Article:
Yet another problem with alcohol is that it irritates your intestinal lining, causing inflammation and preventing your body from absorbing important nutrients. This can lead to short-term diarrhea, but it can also lead to long-term digestive problems that result in constipation, Medical News Today explained.

You may be constipated if there's a ton of dairy in your diet

As long as you're not lactose intolerant — a condition that means your body can't properly break down lactose, the main carbohydrate found in milk and other dairy products — it's fine to include dairy in your diet. In fact, milk is a great source of protein and calcium, according to Harvard's The Nutrition Source.

However, too much dairy from milk, cheese, ice cream, or other sources could leave you feeling constipated. Although it's not well understood exactly why this happens, some research shows an association between high dairy consumption and constipation. In a 2013 crossover trial published in Nutrients, researchers found that drinking cow's milk was associated with constipation in children, whereas soy milk was not.

Of course, this was a small trial and it didn't look at the effects of cow's milk on constipation in adults. Still, WebMD recommends that anyone who suffers from constipation should cut back on milk and cheese, as these things are hard for some people to digest and may make the problem worse. Instead, they recommend fermented dairy products like kefir and yogurt, which contain strains of bacteria that might actually help relieve constipation.

Regularly using laxatives can eventually lead to worse constipation

Laxatives treat constipation in one of two ways. Either they soften stools to make them easier to pass or they stimulate the large intestine to push the stool out (via Cornell Health). Laxatives can be great for relieving occasional constipation. However, using laxatives too often can actually cause more constipation.

Why is this the case? Because stimulant laxatives override your body's natural mechanisms by sending a signal to your large intestine telling it to contract, they can actually cause you to lose natural muscle and nerve response, according to Cornell Health. Eventually, your large intestine muscles just become dilated (stretched) and weak, because they're used to the extra stimulation of a laxative and can't push stool out on their own without it.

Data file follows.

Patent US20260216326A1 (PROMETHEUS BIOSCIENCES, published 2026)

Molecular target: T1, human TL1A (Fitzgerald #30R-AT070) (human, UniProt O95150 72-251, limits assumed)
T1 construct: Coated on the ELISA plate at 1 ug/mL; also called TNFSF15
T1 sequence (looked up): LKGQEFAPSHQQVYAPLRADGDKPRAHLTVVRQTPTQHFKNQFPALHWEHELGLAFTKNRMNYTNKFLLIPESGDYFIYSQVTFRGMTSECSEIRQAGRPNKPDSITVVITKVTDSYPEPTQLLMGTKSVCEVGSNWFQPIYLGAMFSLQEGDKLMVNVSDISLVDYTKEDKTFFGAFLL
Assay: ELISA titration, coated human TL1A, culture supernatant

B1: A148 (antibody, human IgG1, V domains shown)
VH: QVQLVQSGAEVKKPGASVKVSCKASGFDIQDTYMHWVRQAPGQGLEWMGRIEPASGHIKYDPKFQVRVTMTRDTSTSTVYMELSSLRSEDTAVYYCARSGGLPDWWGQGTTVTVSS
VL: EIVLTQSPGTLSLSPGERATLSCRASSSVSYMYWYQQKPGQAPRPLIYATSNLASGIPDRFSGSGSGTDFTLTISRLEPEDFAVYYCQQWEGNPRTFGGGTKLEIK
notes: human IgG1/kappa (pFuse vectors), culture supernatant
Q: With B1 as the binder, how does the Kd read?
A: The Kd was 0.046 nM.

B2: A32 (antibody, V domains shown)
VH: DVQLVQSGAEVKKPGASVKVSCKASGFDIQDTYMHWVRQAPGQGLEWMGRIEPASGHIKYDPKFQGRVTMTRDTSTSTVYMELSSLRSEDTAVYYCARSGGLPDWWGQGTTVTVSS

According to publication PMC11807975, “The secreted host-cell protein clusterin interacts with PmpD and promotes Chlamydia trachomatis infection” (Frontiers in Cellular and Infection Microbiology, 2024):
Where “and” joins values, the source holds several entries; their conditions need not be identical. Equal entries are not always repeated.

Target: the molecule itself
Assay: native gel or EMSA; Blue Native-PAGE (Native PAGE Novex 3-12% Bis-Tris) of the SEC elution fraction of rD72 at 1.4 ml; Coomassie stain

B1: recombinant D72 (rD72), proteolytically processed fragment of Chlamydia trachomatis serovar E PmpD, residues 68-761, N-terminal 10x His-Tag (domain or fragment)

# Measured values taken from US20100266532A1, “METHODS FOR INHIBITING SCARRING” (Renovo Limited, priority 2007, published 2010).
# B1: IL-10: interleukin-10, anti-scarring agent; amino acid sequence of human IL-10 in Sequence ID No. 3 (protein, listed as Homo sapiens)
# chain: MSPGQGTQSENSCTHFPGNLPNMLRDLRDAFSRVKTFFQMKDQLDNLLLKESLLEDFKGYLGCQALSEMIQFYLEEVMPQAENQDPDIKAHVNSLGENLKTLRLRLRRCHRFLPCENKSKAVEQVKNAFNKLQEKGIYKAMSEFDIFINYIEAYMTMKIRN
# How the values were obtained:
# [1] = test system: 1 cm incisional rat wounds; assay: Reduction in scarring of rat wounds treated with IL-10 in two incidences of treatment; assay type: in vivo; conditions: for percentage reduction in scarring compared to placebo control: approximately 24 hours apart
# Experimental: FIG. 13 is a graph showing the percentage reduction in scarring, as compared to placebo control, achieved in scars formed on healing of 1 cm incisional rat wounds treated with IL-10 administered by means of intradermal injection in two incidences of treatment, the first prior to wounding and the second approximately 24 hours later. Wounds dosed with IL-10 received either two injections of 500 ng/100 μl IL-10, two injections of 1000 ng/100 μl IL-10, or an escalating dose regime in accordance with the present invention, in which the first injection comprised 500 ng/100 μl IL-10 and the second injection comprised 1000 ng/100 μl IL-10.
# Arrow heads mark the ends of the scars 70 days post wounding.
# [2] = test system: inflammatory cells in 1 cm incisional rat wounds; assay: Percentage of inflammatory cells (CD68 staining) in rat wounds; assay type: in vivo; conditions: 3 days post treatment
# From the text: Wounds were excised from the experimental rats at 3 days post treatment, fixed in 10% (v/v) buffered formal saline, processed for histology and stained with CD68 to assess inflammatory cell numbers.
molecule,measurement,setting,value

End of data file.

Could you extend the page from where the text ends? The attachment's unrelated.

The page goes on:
The result? You need to keep taking more and more laxatives in order to be able to poop, and because of that vicious cycle, you become totally dependent on them. Eventually, laxatives may even stop working altogether. Instead of relying on laxatives for constipation relief, try making lifestyle tweaks like changing your diet or getting regular exercise.

Constipation can be the result of a sedentary lifestyle

It may sound overly simple, but moving around can help your bowels move, too. According to Harvard's Healthbeat, people who exercise regularly are unlikely to develop constipation because the large intestine responds well to physical activity.

"Good muscle tone in general is important for regular bowel movements," the article stated. Your abdominal muscles and your diaphragm (the muscle located just below your lungs) both play important roles in bowel movements because they help push food through your digestive system and waste through your bowels. Weak abdominal muscles and a weak diaphragm won't do this job nearly as well as strong muscles, which could contribute to constipation.

If you're already active, experts say that doing more exercise probably won't have any additional benefits. However, if you're sedentary and often feel constipated, try adopting a regular exercise routine. It doesn't need to be an intense routine, either — even walking regularly can help strengthen your abdominals and your diaphragm (aka your core) and get your bowels moving. If this doesn't help with constipation, consider making appropriate changes to your diet and discuss the problem with your doctor. 

Irritable bowel syndrome may be the reason for your constipation